Chronic Heartburn Drugs Tied to Higher Risk of Kidney Disease
But studies weren't designed to prove proton pump inhibitors are responsible for the increase
By Dennis Thompson
TUESDAY, Oct. 27, 2015 (HealthDay News) -- A common type of heartburn medication called proton pump inhibitors (PPIs) seem to be linked with increased risk of chronic kidney disease, two new studies suggest.
Prilosec, Nexium and Prevacid belong to this class of drugs, which treat heartburn and acid reflux by lowering the amount of acid produced by the stomach.
While the current studies have shown an association between these drugs and the development of chronic kidney disease, they did not prove a cause-and-effect relationship.
Still, the lead author of one of the studies believes, "It is very reasonable to assume that PPIs themselves can cause chronic kidney disease," said Dr. Pradeep Arora, a nephrologist and associate professor at the SUNY Buffalo School of Medicine and Biomedical Science in Buffalo, N.Y.
"Patients should only use PPIs for [U.S. Food and Drug Administration]-approved indications, and not to treat simple heartburn or [indigestion]," he cautioned.
Chronic kidney disease is increasing in the United States, with more than 20 million Americans now suffering with it, according to the American Society of Nephrology. This occurs when a person's kidneys become damaged and can't filter blood as they should. Diabetes and high blood pressure are two common risk factors for kidney disease, the society said.
Previously, PPIs have been tied to short-term kidney problems like acute kidney injury and an inflammatory kidney disease called acute interstitial nephritis, Arora said.
Arora's study involved more than 24,000 patients who developed chronic kidney disease between 2001 and 2008.
One out of four of the kidney patients had been previously treated using a PPI. People taking a PPI also had nearly twice the risk of dying prematurely, the researchers found.
In the second study, researchers were led by Dr. Benjamin Lazarus from Royal Brisbane and Women's Hospital in Australia, and Johns Hopkins University in Baltimore. They followed more than 10,000 adults with normal kidney function from 1996 to 2011.
They found that PPI users were up to 50 percent more likely to develop chronic kidney disease than non-PPI users, even after adjusting for differences between the two groups.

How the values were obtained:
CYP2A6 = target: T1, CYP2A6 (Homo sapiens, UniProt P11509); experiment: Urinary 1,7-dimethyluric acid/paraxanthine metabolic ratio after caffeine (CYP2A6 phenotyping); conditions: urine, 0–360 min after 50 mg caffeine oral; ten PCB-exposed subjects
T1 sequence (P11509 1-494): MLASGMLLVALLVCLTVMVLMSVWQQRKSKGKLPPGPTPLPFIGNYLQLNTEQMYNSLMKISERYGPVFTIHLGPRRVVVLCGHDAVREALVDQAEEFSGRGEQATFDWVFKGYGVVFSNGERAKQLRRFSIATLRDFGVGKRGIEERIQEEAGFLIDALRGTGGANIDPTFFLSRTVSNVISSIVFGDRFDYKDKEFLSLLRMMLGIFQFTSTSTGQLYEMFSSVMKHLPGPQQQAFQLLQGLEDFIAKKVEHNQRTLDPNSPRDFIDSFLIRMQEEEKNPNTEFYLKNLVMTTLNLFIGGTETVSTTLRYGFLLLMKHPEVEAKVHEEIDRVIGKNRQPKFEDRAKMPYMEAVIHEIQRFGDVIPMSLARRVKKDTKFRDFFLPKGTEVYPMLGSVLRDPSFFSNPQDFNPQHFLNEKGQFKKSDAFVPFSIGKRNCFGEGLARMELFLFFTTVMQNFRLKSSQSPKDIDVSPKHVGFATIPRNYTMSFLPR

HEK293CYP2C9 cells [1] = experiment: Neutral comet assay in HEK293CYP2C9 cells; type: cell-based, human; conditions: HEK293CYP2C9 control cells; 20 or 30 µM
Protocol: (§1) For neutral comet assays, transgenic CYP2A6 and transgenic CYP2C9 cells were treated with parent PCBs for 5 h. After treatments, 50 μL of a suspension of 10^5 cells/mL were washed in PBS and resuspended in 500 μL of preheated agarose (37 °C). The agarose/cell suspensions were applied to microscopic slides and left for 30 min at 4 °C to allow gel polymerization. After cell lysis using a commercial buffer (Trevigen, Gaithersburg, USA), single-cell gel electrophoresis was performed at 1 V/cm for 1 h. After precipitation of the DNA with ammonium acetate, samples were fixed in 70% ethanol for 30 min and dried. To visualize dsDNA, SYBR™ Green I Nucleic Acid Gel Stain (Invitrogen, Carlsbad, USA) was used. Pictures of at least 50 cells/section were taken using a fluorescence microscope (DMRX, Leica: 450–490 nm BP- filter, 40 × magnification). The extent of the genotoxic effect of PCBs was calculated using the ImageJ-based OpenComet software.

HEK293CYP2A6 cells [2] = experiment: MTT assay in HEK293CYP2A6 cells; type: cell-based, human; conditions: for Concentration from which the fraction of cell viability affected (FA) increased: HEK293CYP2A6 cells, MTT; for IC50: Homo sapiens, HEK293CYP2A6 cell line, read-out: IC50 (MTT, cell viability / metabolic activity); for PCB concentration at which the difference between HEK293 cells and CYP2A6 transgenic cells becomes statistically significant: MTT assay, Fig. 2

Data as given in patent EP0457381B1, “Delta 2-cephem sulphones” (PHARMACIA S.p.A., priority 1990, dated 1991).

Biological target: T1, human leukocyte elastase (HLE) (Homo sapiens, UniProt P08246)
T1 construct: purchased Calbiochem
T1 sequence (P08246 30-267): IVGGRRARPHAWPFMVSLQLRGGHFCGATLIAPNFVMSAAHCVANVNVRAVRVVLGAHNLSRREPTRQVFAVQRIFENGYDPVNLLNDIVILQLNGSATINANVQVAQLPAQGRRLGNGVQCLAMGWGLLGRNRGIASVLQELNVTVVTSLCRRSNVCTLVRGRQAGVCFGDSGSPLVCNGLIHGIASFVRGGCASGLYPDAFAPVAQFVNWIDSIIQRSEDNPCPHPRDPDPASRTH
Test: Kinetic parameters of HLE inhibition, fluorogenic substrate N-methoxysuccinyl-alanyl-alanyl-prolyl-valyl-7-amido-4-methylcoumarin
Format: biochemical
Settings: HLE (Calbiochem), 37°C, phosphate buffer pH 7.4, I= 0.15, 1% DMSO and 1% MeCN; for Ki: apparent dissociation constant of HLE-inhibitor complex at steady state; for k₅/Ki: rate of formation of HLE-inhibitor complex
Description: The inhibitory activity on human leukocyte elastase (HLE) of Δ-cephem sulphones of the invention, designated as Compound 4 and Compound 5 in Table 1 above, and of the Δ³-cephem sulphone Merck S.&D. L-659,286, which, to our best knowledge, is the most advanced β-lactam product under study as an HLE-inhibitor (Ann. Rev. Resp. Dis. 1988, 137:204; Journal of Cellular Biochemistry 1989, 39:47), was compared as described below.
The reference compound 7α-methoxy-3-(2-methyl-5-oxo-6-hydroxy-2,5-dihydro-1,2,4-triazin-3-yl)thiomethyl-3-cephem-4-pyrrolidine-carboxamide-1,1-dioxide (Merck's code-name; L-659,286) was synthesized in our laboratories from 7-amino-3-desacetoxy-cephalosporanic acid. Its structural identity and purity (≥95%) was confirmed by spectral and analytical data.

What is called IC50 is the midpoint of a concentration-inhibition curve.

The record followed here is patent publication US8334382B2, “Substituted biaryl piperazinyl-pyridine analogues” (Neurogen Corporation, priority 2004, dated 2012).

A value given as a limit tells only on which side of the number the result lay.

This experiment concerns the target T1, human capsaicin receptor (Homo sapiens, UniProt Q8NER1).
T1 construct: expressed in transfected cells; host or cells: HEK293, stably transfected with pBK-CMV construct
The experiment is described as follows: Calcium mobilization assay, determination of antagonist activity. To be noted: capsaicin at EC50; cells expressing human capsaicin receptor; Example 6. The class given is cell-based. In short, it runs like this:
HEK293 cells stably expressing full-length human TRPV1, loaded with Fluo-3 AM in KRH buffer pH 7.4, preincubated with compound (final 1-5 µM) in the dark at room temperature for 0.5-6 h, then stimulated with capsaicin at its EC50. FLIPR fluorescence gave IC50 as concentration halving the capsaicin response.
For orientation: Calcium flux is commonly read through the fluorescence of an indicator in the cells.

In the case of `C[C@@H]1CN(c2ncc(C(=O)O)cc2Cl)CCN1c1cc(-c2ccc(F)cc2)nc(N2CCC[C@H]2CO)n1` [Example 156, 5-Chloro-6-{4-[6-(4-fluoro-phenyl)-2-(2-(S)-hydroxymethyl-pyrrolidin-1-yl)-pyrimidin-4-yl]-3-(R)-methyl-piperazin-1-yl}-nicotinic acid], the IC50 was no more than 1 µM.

The researchers pointed out that people did not have a higher risk of chronic kidney disease if they used a different class of drugs called H2-blockers that also suppress stomach acid. Tagamet and Zantac are included in this drug group.
The same team also replicated this link in a larger second study that followed 240,000 patients from 1997 to 2014, the researchers said.
Findings from the studies are scheduled to be presented next week at the American Society of Nephrology's annual meeting in San Diego. Data and conclusions presented at meetings are usually considered preliminary until published in a peer-reviewed medical journal.
Arora said there are a couple of theories that might explain this link between PPIs and chronic kidney disease.
The kidneys might become damaged over time if patients suffer repeated bouts of acute interstitial nephritis (a form of tissue inflammation), which has been linked with short-term use of PPIs, he said.
PPIs also can cause magnesium levels in the blood to decline. A lack of this important mineral might also cause damage to the kidneys, Arora added.
However, patients who take PPIs also tend to be obese and have other health problems such as diabetes, and these conditions might explain the observed link, said Dr. Michael Wolfe, a gastroenterologist and professor of medicine at Case Western Reserve University School of Medicine in Cleveland.
Sick patients also take a lot of painkilling NSAIDs, or nonsteroidal anti-inflammatory drugs, and those over-the-counter medications also have been tied to chronic kidney disease, he said.
"I suspect if [researchers] correct for NSAID use, they will see this correlation disappear," Wolfe said.
Arora said that his research team did not initially account for NSAID use in the study, but did control for other health problems.
"We did not [control the data for NSAID use], but we have the data for NSAID use and we are looking over that," he said. "That is a very good point."
Arora recommends that people only use proton pump inhibitors to treat serious gastrointestinal disorders like GERD, as originally intended by the FDA.
"According to U.S. data, 90 percent of the prescriptions for PPI are not related to FDA-approved indications," he said. "We are using this medication right and left, and it may be counterproductive for many patients."
For more information on heartburn, visit the U.S. National Institutes of Health.
SOURCES: Pradeep Arora, M.D., nephrologist and associate professor, SUNY Buffalo School of Medicine and Biomedical Science, Buffalo, N.Y.; M. Michael Wolfe, M.D., gastroenterologist and professor, medicine, Case Western Reserve University School of Medicine, Cleveland, Ohio; Nov. 3-8, 2015, presentations, American Society of Nephrology, annual meeting, San Diego, Calif.
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